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By Miriam Raftery

July 18, 2017 (La Mesa) -- Not long ago, La Mesa overturned a Prohibition-Era ban on wine making. Now, a La Mesa-based group that claims to have 3,000 members, is  asking La Mesa’s City Council to end another long-time ban by declaring  sanctuary city status for pet ferrets.

Who knew that La Mesa was a hotbed of underground ferret activity?  

Now, furtive ferret owners may have found a champion in Councilwoman Kristine Alessio, who raises Bengal cats, has served as Legislative Director for The International Cat Association and as a volunteer for the City's Pet Therapy Program.

Ferret ownership is already legal in 48 states, but not California or Hawaii.  Advocates of ending ferret prohibition in California believe a sanctuary city designation in La Mesa would be a symbolic victory that could help

On June 8, Pat Wright of in La Mesa sent a letter to all Council members to declare La Mesa a sanctuary city for ferrets in hopes of helping to change what Wright views as an “unjust” state law.  The group held a meeting July 15 attended by Council members Bill Baber, also a pet owner, and Alessio, to introduce them to the joys of frolicking ferrets. 

“City Councilwoman Kristine Alessio delighted us at yesterday's party promising to help legalize ferrets,” reads the latest post on the Legalize Ferrets Facebook page. “She has been discussing the issue with Assemblymen Todd Gloria and Randy Voepel, hoping to convince either or both to introduce ferret legalization legislation, but without much luck. Even though ferret legalization seems like a no-brainer, it just isn't seen as a serious issue. But the effort to make La Mesa a Ferret Sanctuary City builds steam. “

Alesso told KPBS that she agrees ferrets are domesticated and make good pets, playing with toys and using a litter box.  She observed with a chuckle,”We have a whole ferret-loving community that I was unaware of…that’s what you do when you’re elected. You represent the interests of your constituents.”

The California Fish and Game Commission has claimed ferrets are “wild animals” and voiced concerns that they could be released into the wild, competing with native wildlife.  Wright counters by saying that this has not occurred in other states where ferrets are allowed.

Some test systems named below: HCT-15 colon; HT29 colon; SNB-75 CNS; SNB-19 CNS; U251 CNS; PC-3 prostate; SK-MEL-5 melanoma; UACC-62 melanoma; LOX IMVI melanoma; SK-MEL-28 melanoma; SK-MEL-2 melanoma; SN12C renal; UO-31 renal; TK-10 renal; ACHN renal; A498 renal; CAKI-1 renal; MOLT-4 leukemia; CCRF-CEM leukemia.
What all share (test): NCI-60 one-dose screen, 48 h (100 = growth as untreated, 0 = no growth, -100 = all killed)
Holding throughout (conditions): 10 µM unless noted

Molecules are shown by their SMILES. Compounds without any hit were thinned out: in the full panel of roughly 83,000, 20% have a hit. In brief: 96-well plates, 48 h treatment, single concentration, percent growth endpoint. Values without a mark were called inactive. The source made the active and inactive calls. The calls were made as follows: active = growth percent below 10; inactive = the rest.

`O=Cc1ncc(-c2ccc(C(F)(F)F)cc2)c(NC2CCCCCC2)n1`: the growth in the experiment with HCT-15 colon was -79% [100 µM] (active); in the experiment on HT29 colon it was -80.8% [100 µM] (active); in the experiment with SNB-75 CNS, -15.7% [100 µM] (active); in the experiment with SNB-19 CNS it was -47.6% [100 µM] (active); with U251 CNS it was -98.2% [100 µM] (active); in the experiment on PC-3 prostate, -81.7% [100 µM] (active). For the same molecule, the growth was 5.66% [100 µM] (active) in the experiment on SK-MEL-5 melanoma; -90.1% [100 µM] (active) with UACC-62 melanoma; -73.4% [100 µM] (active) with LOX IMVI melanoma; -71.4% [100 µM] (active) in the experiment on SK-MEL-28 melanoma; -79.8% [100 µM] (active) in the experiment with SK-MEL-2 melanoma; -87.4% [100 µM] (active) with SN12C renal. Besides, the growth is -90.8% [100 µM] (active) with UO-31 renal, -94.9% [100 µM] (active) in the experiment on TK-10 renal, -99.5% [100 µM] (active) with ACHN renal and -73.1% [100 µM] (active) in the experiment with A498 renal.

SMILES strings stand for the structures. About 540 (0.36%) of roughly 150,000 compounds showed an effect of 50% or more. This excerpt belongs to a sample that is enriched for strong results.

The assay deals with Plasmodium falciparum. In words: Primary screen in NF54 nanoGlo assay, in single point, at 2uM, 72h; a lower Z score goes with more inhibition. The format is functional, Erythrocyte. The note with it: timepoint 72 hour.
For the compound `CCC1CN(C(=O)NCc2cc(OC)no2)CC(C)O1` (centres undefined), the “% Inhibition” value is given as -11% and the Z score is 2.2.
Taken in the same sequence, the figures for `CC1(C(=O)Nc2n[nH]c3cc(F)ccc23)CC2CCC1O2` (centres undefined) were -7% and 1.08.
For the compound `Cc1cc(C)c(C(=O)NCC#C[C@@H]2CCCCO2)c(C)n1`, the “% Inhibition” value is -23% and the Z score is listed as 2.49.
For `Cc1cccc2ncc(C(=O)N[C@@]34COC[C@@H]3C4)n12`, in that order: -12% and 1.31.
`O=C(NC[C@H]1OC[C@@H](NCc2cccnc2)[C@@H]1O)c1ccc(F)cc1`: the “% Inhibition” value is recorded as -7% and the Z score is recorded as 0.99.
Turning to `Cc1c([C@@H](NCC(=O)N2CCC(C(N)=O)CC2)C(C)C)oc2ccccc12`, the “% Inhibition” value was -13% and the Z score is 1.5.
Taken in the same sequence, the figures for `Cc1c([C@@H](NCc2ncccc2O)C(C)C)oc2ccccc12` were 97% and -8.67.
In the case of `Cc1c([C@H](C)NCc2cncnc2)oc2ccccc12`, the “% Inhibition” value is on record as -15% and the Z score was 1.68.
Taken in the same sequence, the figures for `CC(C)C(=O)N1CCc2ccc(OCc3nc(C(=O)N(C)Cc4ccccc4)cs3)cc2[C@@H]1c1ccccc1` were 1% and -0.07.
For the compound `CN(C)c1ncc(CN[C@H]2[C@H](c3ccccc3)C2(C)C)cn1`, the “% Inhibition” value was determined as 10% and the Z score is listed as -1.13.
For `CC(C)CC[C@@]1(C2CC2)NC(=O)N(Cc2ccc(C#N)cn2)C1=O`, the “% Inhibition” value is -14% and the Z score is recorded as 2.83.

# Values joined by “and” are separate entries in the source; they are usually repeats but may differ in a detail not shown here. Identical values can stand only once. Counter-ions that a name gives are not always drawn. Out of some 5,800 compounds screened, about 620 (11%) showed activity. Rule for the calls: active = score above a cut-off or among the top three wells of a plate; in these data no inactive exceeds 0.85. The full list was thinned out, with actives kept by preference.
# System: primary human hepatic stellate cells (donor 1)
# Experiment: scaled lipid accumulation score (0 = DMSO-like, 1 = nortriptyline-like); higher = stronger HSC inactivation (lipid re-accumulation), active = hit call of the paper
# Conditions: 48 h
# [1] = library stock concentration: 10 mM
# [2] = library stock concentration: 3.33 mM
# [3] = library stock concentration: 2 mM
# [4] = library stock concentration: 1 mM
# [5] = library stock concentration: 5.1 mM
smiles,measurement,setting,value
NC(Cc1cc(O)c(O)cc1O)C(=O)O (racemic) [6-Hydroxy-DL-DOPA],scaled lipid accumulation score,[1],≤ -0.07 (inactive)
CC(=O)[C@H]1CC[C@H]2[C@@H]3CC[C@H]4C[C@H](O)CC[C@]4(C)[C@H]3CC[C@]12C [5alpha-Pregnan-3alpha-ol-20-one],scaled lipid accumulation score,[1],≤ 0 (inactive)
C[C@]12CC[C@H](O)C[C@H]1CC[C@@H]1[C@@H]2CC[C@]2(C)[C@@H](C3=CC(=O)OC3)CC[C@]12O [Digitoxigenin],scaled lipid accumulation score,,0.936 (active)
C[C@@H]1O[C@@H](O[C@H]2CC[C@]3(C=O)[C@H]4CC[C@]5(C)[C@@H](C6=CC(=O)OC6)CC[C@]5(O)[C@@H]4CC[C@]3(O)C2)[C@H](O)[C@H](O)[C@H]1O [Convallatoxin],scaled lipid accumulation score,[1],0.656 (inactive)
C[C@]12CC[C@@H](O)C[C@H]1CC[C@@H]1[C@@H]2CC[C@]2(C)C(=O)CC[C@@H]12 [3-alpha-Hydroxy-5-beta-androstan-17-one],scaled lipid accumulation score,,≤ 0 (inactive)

The Commission has refused two petitions, one asking that ferrets be removed from the list of banned pet species, and the other asking that permits be issued for neutered males, as was done prior to the 1985 ban on ferret ownership.

To date, no legislator has been willing to introduce a ferret legalization bill in the state Legislature, after an earlier ferret legalization bill was vetoed by then-Governor Arnold Schwarzenegger who, ironically, once co-starred with a ferret in the movie “Kindergarten Cop.”

The key concern raised by state officials is that an environmental impact report would be needed at a cost of up to $600,000.  The concern that environmentalists could file a lawsuit against the state is another worry.

So for now, ferret owners in California are left in a “don’t ask, don’t tell” situation—a situation that Wright, the founder of Ferrets Anonymous, hopes to change—starting in  La Mesa.



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Ferret Sanctuary City

An online petition has been started asking La Mesa to be a Sanctuary City for Ferrets. The link is at

Sanctuary City

It's not insensitive and petty to mock our fellow human beings by comparing them to ferrets. It's also not at all hateful to laugh and make fun of the plight of families who are being torn apart by leaders in this country. No, it is perfectly fine to behave in this manner because ignorance clearly rules the day.

Sanctuary City Chuckles

The chuckles about a Sanctuary City I find insensitive given that we have fellow "Human Beings" being deported and there are cases where Parents and Children are being separated. Perhaps our City Leadership could find a synonym less potentially hurtful given we have struggling neighbors from the south here and our La Mesa City Leadership should consider showing they have hearts by not rubbing it in their faces over Ferrets. I'm sure it's all good fun and not meant as a contrast, I certainly hope so. But how do you, City Council, know it isn't something that is genuinely hurtful and serves to alienate not just our Hispanic Brothers and Sisters in the Community, but others that aren't Caucasian? Lastly, in what other context have we heard the term "Sanctuary City" in the last 6-8 months? I just don't care for this term being lightly bandied around and associated with La Mesa in this manner. It's a term of anguish not light heartedness.

The picture used is not of domesticated ferrets.

I really hope that La Mesa will become a Sanctuary City for domesticated ferrets. It could be a wonderful help in getting them to become legal in California. The picture used is not of domesticated ferrets, but of wild black-footed ferrets. This may confuse some people that are not aware of the difference. The Sanctuary City would only be for domesticated ferrets.